STEM (2)

By the end of May 2022, STEM Sudan completed its largest science-based project, funded by USAID The project targeted children and displaced communities in conflict areas, with the aim of reducing the impact of displacement and conflict through a large number scientific and experimental activities in the fields of biology, medical sciences, astronomy, space and DIY hands-on projects in the form of working groups in schools. The project was conducted in 4 regions in Sudan, Khartoum, South Kordofan, Blue Nile and Kassala. More than 100 trainers, mostly young university students and recent graduates, participated in the project, and more than 100 trainees and more than 200 volunteers joined this project since its inception last May. This group of trainers and volunteers underwent intensive courses in organizing well-informed events according to the STEM system. The training program lasted for a whole year, during which the capabilities and capacity of a large number of young people increased, allowing for communication with schoolchildren and teachers, the building of a national network based in science and, and productive steps toward the ultimate goal of peaceful coexistence among differing  tribal, religious and cultural communities.

STEM Sudan in collaboration with SNAS is planning to communicate with donors and stockholders to obtain funding so it can extend this project for the years ahead.

By Hassan Baba, STEM Sudan Director

June 2022


In March 2022, the initiative held a closed camp for young people working in the field of climate change and the environment, hosted at the Shambat Hospitality Resort, University of Khartoum. The camp, which comprised a series of lectures and scientific site visits, aimed to build and raise the capabilities of university students and recent graduates of the environmental sciences in practical applications of their studies in the face of climate change. Participants visited Al Sitaite Artificial Small Dam to investigate and see first-hand how climate change and changes in rain patterns are reflected in changes in the rate of water that passes through the dam. The program consisted of many events and discussions that exhibited the earnestness and determination held by these young students, and their desire to build a scientific community capable of making an impact on society by raising awareness of environmental issues and other related topics. The program had a wide reach, with the 25 participants coming from 4 regions in Sudan. Engineer Hassan Baba, Director of STEM Sudan has announced that this camp is one of a series of similar camps that will be conducted by STEM Sudan to help youth and students improve their skills and abilities in scientific research and teamwork. He added that this camp will be held again early next year for children under the age of 13.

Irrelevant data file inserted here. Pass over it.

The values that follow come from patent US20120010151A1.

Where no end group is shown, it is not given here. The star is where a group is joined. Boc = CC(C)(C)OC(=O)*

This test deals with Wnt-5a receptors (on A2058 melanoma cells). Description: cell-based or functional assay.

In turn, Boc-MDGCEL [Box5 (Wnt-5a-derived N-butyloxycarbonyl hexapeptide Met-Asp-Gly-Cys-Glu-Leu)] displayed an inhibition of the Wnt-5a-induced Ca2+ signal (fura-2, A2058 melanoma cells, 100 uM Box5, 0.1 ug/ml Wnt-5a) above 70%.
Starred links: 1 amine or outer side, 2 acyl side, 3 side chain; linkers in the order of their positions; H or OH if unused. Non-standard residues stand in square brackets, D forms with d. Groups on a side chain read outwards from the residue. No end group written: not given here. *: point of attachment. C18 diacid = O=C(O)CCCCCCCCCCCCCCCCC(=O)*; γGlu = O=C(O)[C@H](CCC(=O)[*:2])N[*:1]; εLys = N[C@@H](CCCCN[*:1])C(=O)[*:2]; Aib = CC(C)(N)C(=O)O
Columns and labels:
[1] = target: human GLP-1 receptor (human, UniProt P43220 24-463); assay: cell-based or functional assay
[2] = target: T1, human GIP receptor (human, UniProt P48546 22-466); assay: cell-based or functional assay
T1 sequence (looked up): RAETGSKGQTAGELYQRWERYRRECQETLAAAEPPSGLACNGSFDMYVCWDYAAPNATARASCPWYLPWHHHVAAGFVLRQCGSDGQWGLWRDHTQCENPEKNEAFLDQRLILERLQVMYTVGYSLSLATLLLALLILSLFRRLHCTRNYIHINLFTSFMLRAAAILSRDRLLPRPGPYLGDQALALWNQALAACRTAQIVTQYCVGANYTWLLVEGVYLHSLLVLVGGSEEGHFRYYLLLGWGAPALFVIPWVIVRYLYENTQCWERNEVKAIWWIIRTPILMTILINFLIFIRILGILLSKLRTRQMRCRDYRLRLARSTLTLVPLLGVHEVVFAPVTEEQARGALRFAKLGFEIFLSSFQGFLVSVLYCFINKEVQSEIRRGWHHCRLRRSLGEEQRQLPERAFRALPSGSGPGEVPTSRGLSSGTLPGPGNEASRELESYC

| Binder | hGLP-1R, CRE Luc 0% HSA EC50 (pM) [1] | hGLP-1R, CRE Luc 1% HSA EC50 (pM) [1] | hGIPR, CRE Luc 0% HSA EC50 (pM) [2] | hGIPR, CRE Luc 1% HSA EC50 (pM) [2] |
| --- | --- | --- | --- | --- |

STEM Sudan works to promote science culture in families and schools and among the community at large in the form of ongoing programs, workshops, science camps, and science activities.

By Hassan Baba, STEM Sudan Director

May 2022